by Jody Smith
The ME/CFS community is all too familiar with the realities of invisible disabilities. As a matter of fact we are rife with them. For this reason, we’re happy to make some noise for Invisible Disabilities Week.
If you have an invisible disability, you’re living with one or more physical, mental or neurological challenges that other people might not be aware of. Some people living with disabilities might still be quite functional. Or then again they may not. Many fall somewhere in between.
Some are able to work, but have no energy at the end of their work day. Others can only hold down a part-time job but manage to take care of their daily personal needs. And then others need help in their day-to-day lives. Many invisible disabilities alter life substantially.
According to the 1994-1995 Survey of Income and Program Participation almost 1 in 10 Americans are severely disabled. This means they are dealing with one or more symptom such as brain injury, cognitive issues, dizziness, fatigue, impaired hearing or vision, learning difficulties, mental health dysfunction and pain.
In all this variety of scenarios there is one commonality. The person dealing with an invisible disability looks just fine, thanks. That’s why it’s called invisible. They might be treated negatively by others who don’t understand. They may be dismissed or ignored rather than being given assistance as someone with a broken arm, a wheelchair, or a cane and dark glasses might receive.
Do you live with cognitive difficulties? Do you have impaired hearing or vision? Do you suffer from pain or fatigue? Chances are those around you may not have a good understanding of what you deal with.
ME/CFS certainly covers plenty of bases as a condition overflowing with invisible disabiities. Some of us are severely ill, which brings its own basket of problems. Some of us who are “only” moderately ill are able to work. These individuals have a better chance of being viewed as normal, more or less, and unfortunately that lands us smack in the middle of the invisible disabilities pool.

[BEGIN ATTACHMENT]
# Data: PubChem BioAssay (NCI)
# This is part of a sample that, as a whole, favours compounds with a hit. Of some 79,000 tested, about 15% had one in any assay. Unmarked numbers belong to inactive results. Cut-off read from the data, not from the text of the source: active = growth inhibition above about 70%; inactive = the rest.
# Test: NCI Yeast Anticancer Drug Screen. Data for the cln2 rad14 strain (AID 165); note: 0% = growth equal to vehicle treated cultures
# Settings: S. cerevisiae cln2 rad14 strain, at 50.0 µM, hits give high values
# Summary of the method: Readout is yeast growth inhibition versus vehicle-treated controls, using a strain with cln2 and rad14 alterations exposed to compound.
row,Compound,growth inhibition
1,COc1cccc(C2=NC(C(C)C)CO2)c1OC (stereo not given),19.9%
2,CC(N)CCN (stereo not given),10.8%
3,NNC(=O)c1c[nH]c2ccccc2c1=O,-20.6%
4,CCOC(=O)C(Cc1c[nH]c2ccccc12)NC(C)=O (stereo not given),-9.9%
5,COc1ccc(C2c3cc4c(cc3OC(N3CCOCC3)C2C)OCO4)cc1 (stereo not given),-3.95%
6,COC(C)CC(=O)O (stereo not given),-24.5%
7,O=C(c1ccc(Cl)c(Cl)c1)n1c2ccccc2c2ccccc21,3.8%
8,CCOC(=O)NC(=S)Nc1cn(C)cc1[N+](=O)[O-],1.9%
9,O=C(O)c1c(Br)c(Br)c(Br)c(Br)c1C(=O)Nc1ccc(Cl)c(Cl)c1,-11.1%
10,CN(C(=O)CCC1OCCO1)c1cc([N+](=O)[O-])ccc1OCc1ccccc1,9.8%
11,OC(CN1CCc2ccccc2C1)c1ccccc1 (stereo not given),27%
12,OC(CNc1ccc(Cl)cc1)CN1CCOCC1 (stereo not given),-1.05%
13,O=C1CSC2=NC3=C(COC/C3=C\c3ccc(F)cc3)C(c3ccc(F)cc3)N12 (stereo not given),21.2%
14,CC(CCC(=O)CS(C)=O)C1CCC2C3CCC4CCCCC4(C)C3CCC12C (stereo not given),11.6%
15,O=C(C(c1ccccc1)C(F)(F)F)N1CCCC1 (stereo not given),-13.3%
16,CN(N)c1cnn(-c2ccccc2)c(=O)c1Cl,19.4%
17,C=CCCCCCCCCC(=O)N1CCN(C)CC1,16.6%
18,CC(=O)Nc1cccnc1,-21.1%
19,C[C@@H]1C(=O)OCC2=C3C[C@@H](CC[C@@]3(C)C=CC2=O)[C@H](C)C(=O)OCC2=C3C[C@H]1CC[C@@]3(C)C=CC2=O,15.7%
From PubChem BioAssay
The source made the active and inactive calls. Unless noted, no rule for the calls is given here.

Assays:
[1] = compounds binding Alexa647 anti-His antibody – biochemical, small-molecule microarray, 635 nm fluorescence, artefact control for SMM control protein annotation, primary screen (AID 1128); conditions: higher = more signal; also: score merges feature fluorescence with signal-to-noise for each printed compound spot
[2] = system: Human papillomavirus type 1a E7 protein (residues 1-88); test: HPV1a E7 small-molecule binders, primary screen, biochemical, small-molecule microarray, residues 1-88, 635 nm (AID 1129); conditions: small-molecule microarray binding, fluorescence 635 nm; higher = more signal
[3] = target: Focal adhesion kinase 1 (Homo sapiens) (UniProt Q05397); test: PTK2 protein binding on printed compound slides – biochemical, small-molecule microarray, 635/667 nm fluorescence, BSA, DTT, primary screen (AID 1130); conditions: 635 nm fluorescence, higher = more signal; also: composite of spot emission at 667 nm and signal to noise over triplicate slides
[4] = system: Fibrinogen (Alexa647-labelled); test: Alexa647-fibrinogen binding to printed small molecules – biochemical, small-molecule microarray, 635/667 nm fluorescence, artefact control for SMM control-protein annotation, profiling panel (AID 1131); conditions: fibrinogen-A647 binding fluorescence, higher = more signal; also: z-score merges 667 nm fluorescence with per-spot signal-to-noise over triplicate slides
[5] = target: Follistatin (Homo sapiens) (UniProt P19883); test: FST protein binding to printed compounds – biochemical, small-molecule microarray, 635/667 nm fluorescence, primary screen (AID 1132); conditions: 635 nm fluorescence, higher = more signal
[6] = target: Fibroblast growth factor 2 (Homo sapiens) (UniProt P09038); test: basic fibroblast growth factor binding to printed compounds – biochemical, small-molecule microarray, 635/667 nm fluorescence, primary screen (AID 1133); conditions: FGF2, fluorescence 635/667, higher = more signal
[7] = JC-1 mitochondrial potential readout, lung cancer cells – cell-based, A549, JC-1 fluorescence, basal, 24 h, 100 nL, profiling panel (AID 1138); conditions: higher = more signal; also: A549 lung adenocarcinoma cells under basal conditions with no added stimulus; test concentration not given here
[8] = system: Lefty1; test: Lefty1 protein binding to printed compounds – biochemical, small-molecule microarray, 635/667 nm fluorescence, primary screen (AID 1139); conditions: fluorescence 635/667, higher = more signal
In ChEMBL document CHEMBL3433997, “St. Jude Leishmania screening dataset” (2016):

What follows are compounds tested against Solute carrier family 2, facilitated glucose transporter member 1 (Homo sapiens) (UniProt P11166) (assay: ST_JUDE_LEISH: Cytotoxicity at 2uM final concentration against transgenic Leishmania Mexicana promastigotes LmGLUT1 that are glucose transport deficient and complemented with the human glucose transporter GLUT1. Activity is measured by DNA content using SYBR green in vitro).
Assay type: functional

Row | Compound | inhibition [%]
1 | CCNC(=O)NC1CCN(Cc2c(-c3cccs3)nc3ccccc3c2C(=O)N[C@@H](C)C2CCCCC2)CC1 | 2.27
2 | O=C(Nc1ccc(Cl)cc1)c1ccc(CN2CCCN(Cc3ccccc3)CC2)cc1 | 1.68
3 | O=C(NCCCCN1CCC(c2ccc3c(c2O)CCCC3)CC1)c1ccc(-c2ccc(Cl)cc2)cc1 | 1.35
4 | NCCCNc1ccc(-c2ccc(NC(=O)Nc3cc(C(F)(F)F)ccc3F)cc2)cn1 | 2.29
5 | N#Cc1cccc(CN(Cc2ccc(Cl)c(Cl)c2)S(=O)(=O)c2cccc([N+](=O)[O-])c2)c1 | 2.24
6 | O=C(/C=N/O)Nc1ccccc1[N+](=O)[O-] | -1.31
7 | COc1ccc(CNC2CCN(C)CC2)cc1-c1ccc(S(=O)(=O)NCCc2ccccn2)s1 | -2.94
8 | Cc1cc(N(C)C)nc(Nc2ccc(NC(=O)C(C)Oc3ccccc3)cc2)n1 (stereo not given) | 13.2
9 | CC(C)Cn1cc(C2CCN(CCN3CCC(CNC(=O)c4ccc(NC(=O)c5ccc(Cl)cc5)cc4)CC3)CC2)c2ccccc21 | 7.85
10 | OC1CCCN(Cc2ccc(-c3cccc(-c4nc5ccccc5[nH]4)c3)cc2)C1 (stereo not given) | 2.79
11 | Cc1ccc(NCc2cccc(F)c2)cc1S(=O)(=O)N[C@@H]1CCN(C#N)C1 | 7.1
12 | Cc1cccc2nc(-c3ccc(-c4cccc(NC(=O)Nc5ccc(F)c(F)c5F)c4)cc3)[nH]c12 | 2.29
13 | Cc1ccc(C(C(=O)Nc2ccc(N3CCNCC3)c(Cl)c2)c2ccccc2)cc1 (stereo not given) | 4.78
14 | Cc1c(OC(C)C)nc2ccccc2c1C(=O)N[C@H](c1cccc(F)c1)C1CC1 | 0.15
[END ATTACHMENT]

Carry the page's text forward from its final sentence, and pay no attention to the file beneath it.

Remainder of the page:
Debilitating fatigue? Oh yes. Cognitive snafus? All the time. Vision and hearing malfunctions? Part of the daily fabric. And that’s just the quick-look overview.
So we know this territory inside out. Hence our desire to bring a greater spotlight for those with invisible disabilities.
Invisible disabilities can render the people suffering from them invisible to the surrounding world. Who among us has not had the experience of realizing with shock that they were apparently fading from view?
We don’t get out much. We can’t socialize a lot. We can’t take part in community or church groups. It’s hard for us to be in a room with other people very long. We need it to be quiet, and maybe a bit dark.
And that sets us up to be forgotten, to fall off of people’s contact lists, to drop off the radar. We can’t return calls, and can’t help out with things people ask of us. And so, to all intents and purposes in the outside world, we disappear.
The thing about invisible disabilities is that other people don’t see the impediments we face. So their empathy is not engaged, their desire to help the needy is not tapped. They think they are seeing someone who is perhaps a lazy slacker, maybe not too bright, possibly a little shady, and certainly not pulling their own weight. Not the optimal scenario for the invisibly disabled who need more help than the average person.
A greater awareness is required. We are always grateful to any individual or organization that holds us up so that the healthy world can better understand us.
Invisible Disabilities Week is hosted by the Invisible Disabilities Association. IDW was founded by IDA in 2014. The Invisible Disabilities Association Community has been hosting communities online since 1999.
The goal is to increase awareness, to educate and help connect people with the resources and support they need. Articles, booklets, flyers, pamphlets, videos, seminars, news stories and radio all help to bring greater exposure to the problems faced by those with invisible disabilities and the people who care for them.
Look for the Invisible Disabilities Week on Facebook, Instagram and Twitter.
To learn more about what’s going on:
Invisible Disabilities Support Community
2019 Invisible Disabilities Week – Oct 13th – 19th
Disabilities Affect One-Fifth of All Americans, 1997 Census Brief
ADA: Definition of Disability
Americans with Disabilities 2014
Invisible Disabilities Association
Learning about IDA
Invisible Disabilities Programs
Invisible Disabilities Week
Invisible Disabilities Association FB pg
Image by StockSnap from Pixabay